On Tuesday, 16 June 2020 I’ll be talking with British artist David Blandy about his newest work, two specially commissioned videos (How to Fly and How to Live). This online event is hosted by Southampton’s John Hansard Gallery, and I’ll be joined by Jussi Parikka, who is leading and moderating the discussion.
Over the next few weeks the teaching team for the MA in Global Media Management will be sharing short testimonials on our blog, with some loose impressions and images of what it’s been like to teach online during the COVID-19 lockdown. These will appear every Wednesday and Friday—you can find mine below: “The last few … Read more
A new CfP has just come out, for a new entry in Brill’s Neo-Victorian book series. Details below: Contributions are invited for a collection of essays on the theme of Neo-Victorian Decadence planned to appear in Brill’s Neo-Victorian Series in 2022 (www.brill.com/nvic). The volume’s contents will be partly based on papers delivered at an international conference … Read more
Every year the MA in Global Media Management that I teach on sponsors a series of events and talks around a chosen theme. This includes an annual study visit.
This year’s theme was ‘Mobilities’—in the broad sense, but specifically looking at the ways technology, location, embodiment, and identity inform people’s access to and relationship with the wider world. And shortly before the pandemic closures began we took a study visit to London.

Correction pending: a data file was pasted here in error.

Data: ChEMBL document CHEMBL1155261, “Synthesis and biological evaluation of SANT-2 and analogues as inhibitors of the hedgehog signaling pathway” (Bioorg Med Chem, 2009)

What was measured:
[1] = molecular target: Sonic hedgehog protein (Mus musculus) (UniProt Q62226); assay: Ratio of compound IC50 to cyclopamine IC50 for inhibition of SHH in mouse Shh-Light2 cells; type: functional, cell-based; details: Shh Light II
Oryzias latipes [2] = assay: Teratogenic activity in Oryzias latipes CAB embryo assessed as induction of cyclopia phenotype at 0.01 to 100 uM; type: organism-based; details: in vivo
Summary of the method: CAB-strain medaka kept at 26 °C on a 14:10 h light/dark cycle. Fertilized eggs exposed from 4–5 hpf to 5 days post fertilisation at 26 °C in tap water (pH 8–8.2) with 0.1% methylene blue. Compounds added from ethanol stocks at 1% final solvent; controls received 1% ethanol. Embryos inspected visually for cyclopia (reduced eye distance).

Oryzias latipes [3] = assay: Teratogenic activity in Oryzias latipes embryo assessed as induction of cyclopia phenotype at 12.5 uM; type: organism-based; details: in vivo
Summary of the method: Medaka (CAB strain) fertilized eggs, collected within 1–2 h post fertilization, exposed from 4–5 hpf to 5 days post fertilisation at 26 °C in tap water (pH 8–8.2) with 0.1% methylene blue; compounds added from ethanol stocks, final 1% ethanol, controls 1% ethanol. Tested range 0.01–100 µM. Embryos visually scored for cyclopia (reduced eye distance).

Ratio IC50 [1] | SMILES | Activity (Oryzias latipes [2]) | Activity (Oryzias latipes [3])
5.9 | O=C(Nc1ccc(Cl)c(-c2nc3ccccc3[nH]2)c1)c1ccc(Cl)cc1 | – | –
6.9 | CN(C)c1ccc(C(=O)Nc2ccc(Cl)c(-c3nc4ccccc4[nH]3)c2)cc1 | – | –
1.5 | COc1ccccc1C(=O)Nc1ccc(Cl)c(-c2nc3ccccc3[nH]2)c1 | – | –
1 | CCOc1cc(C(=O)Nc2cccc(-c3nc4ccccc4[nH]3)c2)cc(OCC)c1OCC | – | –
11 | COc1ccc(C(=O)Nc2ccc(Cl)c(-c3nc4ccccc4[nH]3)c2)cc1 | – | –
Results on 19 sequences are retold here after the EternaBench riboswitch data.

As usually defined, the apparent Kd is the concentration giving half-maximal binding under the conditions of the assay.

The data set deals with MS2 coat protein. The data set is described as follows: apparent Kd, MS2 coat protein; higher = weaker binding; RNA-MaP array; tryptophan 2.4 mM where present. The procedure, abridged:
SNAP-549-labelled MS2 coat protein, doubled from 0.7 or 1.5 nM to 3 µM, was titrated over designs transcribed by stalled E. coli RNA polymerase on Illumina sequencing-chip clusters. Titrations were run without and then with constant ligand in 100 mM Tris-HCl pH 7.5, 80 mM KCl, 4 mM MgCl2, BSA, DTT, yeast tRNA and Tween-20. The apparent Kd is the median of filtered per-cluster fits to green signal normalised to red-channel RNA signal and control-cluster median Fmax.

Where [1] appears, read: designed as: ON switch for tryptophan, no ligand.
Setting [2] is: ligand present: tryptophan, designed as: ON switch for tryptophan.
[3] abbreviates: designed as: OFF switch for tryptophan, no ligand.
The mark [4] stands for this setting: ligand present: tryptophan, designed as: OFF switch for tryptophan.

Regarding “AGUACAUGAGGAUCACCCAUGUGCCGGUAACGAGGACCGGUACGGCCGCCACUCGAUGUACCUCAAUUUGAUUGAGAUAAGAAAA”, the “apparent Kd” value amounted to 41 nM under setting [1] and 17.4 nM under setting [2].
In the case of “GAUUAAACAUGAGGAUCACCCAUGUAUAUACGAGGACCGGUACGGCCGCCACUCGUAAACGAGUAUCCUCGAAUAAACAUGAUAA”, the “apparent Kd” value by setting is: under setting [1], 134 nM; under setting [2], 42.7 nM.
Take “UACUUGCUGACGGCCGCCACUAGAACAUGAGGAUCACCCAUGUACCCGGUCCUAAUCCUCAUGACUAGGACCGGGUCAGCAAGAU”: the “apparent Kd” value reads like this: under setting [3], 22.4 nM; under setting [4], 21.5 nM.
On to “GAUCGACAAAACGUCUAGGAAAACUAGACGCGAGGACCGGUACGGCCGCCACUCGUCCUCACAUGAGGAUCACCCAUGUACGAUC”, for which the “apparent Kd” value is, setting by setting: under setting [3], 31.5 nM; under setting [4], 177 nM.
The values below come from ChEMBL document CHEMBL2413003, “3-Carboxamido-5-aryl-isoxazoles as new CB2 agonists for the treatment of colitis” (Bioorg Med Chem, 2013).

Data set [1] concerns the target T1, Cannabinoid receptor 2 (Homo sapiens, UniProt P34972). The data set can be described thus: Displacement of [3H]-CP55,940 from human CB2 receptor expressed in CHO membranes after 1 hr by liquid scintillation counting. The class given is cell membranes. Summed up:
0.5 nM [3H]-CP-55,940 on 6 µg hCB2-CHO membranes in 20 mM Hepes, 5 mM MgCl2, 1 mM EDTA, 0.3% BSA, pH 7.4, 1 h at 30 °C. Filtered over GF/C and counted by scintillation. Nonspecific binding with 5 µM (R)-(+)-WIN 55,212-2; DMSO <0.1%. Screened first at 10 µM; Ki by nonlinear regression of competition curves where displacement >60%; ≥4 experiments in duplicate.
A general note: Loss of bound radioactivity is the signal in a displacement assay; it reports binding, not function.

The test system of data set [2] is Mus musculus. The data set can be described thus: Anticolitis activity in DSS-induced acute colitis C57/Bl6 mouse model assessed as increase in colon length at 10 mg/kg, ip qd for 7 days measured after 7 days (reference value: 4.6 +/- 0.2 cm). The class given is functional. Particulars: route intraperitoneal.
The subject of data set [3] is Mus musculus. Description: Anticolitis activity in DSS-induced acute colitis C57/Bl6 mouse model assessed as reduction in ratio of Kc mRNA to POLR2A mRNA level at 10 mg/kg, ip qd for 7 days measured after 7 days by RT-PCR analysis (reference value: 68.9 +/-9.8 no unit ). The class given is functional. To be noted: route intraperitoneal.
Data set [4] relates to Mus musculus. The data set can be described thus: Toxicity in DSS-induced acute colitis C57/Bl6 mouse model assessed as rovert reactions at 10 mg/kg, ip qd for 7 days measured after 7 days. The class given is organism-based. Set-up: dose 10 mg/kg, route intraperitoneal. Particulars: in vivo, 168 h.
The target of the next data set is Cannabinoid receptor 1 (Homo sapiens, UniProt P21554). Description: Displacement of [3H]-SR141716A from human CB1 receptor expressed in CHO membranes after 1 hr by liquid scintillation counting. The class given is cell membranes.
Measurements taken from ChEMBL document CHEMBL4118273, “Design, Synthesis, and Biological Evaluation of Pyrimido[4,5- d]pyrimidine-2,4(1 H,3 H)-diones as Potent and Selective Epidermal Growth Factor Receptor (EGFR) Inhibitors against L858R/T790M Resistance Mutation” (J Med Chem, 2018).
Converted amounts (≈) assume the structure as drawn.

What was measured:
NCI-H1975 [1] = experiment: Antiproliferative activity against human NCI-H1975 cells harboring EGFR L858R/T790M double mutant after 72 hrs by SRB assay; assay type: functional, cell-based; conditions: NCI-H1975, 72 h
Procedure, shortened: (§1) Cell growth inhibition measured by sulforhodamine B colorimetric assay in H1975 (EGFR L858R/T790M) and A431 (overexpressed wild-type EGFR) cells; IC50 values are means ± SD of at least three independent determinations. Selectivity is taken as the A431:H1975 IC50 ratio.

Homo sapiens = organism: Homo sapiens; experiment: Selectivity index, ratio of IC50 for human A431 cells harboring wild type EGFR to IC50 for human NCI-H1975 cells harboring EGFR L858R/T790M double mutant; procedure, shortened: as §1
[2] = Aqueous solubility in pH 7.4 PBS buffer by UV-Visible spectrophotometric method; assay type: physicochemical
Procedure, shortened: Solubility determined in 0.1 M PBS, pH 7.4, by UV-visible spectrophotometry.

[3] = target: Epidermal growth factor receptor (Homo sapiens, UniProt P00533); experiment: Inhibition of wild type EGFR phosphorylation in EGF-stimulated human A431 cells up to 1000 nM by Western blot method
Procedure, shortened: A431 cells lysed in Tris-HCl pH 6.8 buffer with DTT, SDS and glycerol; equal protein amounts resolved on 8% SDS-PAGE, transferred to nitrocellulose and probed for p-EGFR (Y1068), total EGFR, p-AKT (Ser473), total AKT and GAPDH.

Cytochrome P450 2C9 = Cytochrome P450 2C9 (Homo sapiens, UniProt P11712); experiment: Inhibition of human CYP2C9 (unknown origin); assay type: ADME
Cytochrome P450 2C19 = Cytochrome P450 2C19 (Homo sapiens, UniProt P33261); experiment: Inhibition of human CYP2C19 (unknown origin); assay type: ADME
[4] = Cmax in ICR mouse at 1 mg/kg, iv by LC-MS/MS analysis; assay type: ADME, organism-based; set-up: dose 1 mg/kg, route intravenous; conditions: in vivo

Over the last few weeks we’ve all had to come to terms with cancelled trips, gatherings, and celebrations. Many more plans will likely be cancelled over the coming weeks and months. For me the hardest thing hasn’t been the confinement. I’m a homebody anyway, and have grown comfortable with quiet and isolation. For me the hardest thing has been a lack of new stimulus and input. My way of coping with and processing the world involves a lot of wandering and observation, of looking at new things in new spaces, and using them to think about old things in new ways. Now that I live near London, the ever-changing parade of exhibitions and events on offer has been a welcome distraction and balm against the stresses of work and life.
Today I’m the feeling loss of this distraction acutely. As excellent as the internet and my home media library have been, entertainment you have to curate for yourself is never quite the same as entertainment curated for you by others! And it doesn’t offer the same magical feeling a ‘day out’ can grant you. Tate Britain’s Aubrey Beardsley exhibition, for instance, was something I’d been looking forward to for months. Another exhibition I’d been looking forward to was Two Temple Place’s Unbound: Visionary Women Collecting Textiles, which I had planned to visit at the end of March.
Happily, the latter has now started exploring various ways to take women’s textile collections online. The original exhibition set out to celebrate ‘seven pioneering women who saw beyond the purely functional, to reveal the extraordinary artistic, social and cultural importance of textiles’.